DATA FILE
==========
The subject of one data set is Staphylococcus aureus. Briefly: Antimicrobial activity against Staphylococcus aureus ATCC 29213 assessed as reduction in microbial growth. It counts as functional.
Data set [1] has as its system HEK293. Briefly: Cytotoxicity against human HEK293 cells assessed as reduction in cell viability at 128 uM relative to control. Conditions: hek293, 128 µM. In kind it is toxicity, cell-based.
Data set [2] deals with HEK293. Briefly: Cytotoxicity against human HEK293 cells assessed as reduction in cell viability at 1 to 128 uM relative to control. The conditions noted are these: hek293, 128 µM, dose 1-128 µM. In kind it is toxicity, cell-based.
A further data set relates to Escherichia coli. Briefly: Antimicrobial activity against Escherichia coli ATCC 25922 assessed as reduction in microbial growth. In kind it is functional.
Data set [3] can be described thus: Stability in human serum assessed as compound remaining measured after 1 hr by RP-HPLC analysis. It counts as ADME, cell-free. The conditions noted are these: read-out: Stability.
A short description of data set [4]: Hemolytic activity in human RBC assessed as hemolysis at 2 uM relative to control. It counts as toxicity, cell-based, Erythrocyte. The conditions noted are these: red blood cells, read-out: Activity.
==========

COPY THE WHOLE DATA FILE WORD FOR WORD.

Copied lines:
The subject of one data set is Staphylococcus aureus. Briefly: Antimicrobial activity against Staphylococcus aureus ATCC 29213 assessed as reduction in microbial growth. It counts as functional.
Data set [1] has as its system HEK293. Briefly: Cytotoxicity against human HEK293 cells assessed as reduction in cell viability at 128 uM relative to control. Conditions: hek293, 128 µM. In kind it is toxicity, cell-based.
Data set [2] deals with HEK293. Briefly: Cytotoxicity against human HEK293 cells assessed as reduction in cell viability at 1 to 128 uM relative to control. The conditions noted are these: hek293, 128 µM, dose 1-128 µM. In kind it is toxicity, cell-based.
A further data set relates to Escherichia coli. Briefly: Antimicrobial activity against Escherichia coli ATCC 25922 assessed as reduction in microbial growth. In kind it is functional.
Data set [3] can be described thus: Stability in human serum assessed as compound remaining measured after 1 hr by RP-HPLC analysis. It counts as ADME, cell-free. The conditions noted are these: read-out: Stability.
A short description of data set [4]: Hemolytic activity in human RBC assessed as hemolysis at 2 uM relative to control. It counts as toxicity, cell-based, Erythrocyte. The conditions noted are these: red blood cells, read-out: Activity.